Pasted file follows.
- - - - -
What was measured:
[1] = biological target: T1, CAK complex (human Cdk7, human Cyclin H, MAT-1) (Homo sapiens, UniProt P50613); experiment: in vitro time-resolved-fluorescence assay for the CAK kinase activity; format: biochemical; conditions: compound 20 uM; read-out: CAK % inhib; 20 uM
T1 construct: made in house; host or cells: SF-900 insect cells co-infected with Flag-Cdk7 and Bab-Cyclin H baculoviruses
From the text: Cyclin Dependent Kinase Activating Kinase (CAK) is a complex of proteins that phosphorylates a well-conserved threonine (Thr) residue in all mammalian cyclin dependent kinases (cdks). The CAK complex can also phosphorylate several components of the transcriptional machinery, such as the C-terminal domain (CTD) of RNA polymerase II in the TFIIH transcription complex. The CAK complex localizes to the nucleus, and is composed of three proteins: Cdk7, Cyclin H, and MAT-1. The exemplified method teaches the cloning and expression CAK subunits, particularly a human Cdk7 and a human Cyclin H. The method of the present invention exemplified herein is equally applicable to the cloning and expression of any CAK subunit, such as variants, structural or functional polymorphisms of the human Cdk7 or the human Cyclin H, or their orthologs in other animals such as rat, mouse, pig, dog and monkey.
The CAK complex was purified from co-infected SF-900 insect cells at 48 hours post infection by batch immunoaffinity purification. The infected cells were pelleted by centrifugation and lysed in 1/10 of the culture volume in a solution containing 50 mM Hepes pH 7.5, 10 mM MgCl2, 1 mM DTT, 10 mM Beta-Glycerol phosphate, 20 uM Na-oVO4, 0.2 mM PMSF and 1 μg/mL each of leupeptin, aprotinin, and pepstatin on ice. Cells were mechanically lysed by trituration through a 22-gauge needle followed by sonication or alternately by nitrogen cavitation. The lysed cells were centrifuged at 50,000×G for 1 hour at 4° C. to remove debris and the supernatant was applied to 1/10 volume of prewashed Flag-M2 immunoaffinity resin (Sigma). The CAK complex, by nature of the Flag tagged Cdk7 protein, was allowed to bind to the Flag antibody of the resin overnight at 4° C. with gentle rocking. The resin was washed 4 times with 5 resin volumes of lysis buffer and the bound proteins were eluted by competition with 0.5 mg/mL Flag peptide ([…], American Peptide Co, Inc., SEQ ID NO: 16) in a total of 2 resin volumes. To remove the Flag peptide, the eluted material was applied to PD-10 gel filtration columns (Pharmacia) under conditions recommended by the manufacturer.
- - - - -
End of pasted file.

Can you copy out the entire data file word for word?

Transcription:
What was measured:
[1] = biological target: T1, CAK complex (human Cdk7, human Cyclin H, MAT-1) (Homo sapiens, UniProt P50613); experiment: in vitro time-resolved-fluorescence assay for the CAK kinase activity; format: biochemical; conditions: compound 20 uM; read-out: CAK % inhib; 20 uM
T1 construct: made in house; host or cells: SF-900 insect cells co-infected with Flag-Cdk7 and Bab-Cyclin H baculoviruses
From the text: Cyclin Dependent Kinase Activating Kinase (CAK) is a complex of proteins that phosphorylates a well-conserved threonine (Thr) residue in all mammalian cyclin dependent kinases (cdks). The CAK complex can also phosphorylate several components of the transcriptional machinery, such as the C-terminal domain (CTD) of RNA polymerase II in the TFIIH transcription complex. The CAK complex localizes to the nucleus, and is composed of three proteins: Cdk7, Cyclin H, and MAT-1. The exemplified method teaches the cloning and expression CAK subunits, particularly a human Cdk7 and a human Cyclin H. The method of the present invention exemplified herein is equally applicable to the cloning and expression of any CAK subunit, such as variants, structural or functional polymorphisms of the human Cdk7 or the human Cyclin H, or their orthologs in other animals such as rat, mouse, pig, dog and monkey.
The CAK complex was purified from co-infected SF-900 insect cells at 48 hours post infection by batch immunoaffinity purification. The infected cells were pelleted by centrifugation and lysed in 1/10 of the culture volume in a solution containing 50 mM Hepes pH 7.5, 10 mM MgCl2, 1 mM DTT, 10 mM Beta-Glycerol phosphate, 20 uM Na-oVO4, 0.2 mM PMSF and 1 μg/mL each of leupeptin, aprotinin, and pepstatin on ice. Cells were mechanically lysed by trituration through a 22-gauge needle followed by sonication or alternately by nitrogen cavitation. The lysed cells were centrifuged at 50,000×G for 1 hour at 4° C. to remove debris and the supernatant was applied to 1/10 volume of prewashed Flag-M2 immunoaffinity resin (Sigma). The CAK complex, by nature of the Flag tagged Cdk7 protein, was allowed to bind to the Flag antibody of the resin overnight at 4° C. with gentle rocking. The resin was washed 4 times with 5 resin volumes of lysis buffer and the bound proteins were eluted by competition with 0.5 mg/mL Flag peptide ([…], American Peptide Co, Inc., SEQ ID NO: 16) in a total of 2 resin volumes. To remove the Flag peptide, the eluted material was applied to PD-10 gel filtration columns (Pharmacia) under conditions recommended by the manufacturer.